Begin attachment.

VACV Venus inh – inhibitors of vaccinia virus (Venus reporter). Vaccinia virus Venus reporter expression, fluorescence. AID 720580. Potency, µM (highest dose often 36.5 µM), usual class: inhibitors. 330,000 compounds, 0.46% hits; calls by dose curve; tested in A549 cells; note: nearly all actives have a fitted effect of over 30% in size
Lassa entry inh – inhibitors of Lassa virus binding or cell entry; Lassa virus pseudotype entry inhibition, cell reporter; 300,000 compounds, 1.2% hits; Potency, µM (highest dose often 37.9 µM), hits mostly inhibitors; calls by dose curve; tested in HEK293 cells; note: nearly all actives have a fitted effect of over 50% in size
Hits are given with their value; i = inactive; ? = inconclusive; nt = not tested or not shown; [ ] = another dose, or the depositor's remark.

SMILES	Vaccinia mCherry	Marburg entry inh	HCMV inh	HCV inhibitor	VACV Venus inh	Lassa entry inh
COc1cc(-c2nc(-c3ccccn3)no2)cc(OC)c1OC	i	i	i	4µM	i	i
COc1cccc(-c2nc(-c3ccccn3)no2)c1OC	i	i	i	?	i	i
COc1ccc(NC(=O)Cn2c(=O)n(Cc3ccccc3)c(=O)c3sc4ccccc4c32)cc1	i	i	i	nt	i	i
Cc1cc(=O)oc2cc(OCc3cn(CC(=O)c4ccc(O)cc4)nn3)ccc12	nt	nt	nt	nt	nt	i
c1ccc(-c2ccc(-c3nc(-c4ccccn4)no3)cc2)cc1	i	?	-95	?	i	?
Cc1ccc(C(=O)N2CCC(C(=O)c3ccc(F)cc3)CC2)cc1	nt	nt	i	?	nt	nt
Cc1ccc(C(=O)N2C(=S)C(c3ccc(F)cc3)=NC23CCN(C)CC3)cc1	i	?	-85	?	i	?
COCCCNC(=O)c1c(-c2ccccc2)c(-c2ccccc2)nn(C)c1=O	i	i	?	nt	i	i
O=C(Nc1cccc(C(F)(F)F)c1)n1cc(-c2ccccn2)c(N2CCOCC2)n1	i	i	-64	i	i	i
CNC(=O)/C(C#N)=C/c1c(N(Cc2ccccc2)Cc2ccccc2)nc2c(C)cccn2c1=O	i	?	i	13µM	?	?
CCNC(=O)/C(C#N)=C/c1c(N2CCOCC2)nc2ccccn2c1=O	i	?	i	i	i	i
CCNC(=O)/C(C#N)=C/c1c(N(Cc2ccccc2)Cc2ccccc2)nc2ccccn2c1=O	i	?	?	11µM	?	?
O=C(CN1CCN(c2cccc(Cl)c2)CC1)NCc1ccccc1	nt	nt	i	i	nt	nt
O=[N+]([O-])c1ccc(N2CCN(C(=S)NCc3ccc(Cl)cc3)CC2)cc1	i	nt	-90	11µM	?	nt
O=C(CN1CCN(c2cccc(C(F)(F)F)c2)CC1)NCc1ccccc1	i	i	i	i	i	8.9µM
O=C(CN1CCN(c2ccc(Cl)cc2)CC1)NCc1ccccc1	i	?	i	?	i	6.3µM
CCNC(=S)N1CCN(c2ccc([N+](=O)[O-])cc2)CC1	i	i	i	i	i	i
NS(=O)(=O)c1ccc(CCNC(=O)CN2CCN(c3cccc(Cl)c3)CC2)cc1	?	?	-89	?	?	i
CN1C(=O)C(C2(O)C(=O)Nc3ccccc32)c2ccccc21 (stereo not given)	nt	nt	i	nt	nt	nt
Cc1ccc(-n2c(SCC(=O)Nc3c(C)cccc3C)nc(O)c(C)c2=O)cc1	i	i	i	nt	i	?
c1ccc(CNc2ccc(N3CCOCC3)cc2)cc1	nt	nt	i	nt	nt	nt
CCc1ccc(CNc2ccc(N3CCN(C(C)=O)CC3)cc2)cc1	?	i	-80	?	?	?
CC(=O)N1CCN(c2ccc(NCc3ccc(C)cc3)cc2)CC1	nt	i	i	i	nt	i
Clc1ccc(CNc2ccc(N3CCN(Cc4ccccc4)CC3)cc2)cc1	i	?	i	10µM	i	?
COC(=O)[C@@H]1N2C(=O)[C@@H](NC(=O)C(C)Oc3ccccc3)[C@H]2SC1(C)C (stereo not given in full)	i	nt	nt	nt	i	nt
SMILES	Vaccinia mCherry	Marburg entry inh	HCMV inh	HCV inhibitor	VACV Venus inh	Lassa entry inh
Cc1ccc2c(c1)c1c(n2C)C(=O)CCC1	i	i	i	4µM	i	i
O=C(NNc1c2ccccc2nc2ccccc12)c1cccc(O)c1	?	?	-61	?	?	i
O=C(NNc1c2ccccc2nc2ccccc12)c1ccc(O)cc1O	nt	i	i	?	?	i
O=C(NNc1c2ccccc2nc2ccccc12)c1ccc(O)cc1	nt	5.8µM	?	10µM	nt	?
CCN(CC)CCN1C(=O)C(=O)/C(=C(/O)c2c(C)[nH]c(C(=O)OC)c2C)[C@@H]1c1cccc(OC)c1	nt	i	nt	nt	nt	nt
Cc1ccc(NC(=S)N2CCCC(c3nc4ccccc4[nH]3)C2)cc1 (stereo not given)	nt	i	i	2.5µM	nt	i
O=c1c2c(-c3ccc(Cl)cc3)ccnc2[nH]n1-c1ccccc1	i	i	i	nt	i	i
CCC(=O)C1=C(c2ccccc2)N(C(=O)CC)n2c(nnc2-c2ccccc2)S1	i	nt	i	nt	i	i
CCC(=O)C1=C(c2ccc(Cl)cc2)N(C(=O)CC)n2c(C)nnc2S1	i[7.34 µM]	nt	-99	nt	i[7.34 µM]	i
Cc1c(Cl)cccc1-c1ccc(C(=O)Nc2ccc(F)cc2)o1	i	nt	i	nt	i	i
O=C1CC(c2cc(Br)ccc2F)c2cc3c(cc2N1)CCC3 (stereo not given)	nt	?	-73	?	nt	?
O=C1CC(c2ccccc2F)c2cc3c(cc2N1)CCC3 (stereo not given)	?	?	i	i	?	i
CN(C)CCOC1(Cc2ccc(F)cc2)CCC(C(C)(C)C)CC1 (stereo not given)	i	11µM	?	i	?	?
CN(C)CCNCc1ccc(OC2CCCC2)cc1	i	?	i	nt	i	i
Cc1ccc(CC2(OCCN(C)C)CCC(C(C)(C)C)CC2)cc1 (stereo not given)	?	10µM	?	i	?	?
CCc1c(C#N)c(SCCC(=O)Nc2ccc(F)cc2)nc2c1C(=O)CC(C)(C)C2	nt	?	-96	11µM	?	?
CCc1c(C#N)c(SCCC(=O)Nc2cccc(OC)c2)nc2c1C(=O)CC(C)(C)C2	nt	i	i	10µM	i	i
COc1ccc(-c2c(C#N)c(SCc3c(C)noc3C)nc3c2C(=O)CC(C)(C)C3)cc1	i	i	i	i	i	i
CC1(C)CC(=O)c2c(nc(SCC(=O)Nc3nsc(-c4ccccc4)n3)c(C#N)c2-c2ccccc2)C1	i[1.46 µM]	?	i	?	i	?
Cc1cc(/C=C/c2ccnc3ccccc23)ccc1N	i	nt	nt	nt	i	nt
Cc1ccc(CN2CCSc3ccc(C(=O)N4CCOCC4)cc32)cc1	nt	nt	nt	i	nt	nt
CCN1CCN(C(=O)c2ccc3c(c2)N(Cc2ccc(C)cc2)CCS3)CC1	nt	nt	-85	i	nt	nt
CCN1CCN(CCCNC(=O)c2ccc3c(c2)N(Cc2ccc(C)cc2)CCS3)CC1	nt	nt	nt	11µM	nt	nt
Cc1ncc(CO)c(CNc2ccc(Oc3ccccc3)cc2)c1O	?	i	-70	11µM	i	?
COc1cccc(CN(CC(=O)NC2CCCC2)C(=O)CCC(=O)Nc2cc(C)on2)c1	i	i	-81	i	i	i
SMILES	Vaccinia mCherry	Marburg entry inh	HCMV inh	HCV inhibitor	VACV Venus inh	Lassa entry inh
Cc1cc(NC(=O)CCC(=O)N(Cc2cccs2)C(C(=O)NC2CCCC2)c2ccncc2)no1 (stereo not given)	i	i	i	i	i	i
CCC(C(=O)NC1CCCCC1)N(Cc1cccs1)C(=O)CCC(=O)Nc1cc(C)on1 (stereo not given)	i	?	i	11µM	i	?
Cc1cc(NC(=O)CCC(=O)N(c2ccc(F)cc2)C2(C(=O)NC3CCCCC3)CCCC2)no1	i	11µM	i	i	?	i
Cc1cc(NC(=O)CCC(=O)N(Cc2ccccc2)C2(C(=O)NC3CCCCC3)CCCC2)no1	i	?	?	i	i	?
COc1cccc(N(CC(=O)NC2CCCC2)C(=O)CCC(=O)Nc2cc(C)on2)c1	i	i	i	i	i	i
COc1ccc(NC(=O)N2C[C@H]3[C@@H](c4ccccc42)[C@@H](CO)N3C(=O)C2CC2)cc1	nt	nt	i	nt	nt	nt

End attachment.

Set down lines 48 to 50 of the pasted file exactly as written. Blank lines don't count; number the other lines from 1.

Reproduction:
COc1ccc(-c2c(C#N)c(SCc3c(C)noc3C)nc3c2C(=O)CC(C)(C)C3)cc1	i	i	i	i	i	i
CC1(C)CC(=O)c2c(nc(SCC(=O)Nc3nsc(-c4ccccc4)n3)c(C#N)c2-c2ccccc2)C1	i[1.46 µM]	?	i	?	i	?
Cc1cc(/C=C/c2ccnc3ccccc23)ccc1N	i	nt	nt	nt	i	nt